Press Releases

WILMINGTON, DE – Today, U.S. Sen. Tom Carper (D-Del.) highlighted a new report released by the U.S. Department of Agriculture which shows voluntary conservation practices being adopted by Chesapeake Bay farmers have led to a drastic reduction in nitrogen, phosphorus, and sediment leaving cropland.
 
Throughout the Chesapeake Bay Watershed since 2006, runoff levels have decreased 26 percent for nitrogen, 46 percent for phosphorus, and about 60 percent for eroded soil. Through the USDA’s Natural Resources Conservation Service (NRCS) Conservation Effects Assessment Project (CEAP), the report noted the majority of the conservation practices we made possible by the Farm Bill, now expired.
 
“I’m incredibly proud of all the work Delaware farmers do to not only help feed the world but also for their efforts to be true environmental stewards for themselves, their neighbors, and future generations,” said Sen. Carper. “USDA's report shows what my Chesapeake Bay colleagues and I have known for a long time - agriculture conservation practices work and are crucial for the clean-up of the Chesapeake Bay. That is why we have fought so hard to ensure the federal government continues to invest in these projects - and why we support the Senate Farm Bill language that continues these investments in the Bay. I urge my colleagues to work in a bipartisan fashion so we can pass a Farm Bill that will continue funding conservation practices like these because when we all work toward a common goal, together we can generate results and continue to improve the environmental and economic health of the Chesapeake Bay Watershed and areas like it all across this country.”
 
Sen. Carper has long supported the Chesapeake Bay Watershed Initiative, a program launched in 2008 that helps direct funding to priority watersheds and conservation practices that would have the biggest impact on overall watershed health. And as Governor of Delaware, Sen. Carper started a nutrient management commission, bringing together the agriculture, government and science communities to work together to tackle conservation issues.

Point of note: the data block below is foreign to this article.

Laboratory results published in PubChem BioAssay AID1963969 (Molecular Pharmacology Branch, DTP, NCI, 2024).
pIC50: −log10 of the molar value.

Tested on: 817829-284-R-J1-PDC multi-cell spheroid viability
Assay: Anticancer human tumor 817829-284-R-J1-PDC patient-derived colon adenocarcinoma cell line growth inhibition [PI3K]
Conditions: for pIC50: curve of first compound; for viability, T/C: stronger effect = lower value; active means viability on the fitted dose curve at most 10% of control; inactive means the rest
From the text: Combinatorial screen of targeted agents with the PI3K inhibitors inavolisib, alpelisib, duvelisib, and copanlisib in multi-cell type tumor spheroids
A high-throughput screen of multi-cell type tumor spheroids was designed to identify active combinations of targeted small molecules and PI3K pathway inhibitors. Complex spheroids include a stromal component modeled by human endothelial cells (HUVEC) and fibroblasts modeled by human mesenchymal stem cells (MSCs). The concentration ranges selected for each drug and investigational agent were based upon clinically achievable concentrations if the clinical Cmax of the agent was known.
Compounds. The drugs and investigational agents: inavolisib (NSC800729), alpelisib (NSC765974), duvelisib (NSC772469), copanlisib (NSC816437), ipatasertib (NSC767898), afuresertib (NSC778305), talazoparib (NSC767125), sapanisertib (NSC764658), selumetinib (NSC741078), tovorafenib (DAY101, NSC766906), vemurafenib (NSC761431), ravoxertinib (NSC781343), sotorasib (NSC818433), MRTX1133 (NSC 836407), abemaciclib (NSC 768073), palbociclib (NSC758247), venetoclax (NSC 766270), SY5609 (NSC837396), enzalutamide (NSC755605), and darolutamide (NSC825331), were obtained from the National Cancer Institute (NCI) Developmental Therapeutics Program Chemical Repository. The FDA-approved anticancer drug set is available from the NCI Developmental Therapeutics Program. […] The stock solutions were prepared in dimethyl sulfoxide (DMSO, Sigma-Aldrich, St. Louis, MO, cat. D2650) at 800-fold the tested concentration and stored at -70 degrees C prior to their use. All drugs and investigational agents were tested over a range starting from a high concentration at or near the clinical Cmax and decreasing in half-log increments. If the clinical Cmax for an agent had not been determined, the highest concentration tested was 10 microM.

In Delaware, nearly $8.9 million has gone toward the Chesapeake Bay Watershed Initiative to help properly store poultry manure, apply best nutrient management practices, reduce pesticide use, and increase proper irrigation water management practices. All of these practices implemented by farmers reduce the amount of sediment and nutrients entering Delaware’s streams and ditches.

The Chesapeake Bay watershed touches six states and is home to 17 million people and almost 84,000 farms and ranches. Agriculture contributes about $10 billion annually to the region’s economy. Conservation practices have other environmental benefits, such as sequestering carbon and making farms more resilient to extreme weather events linked to climate change.
 
To learn more about the USDA’s Conservation Effects Assessment Project, please click here.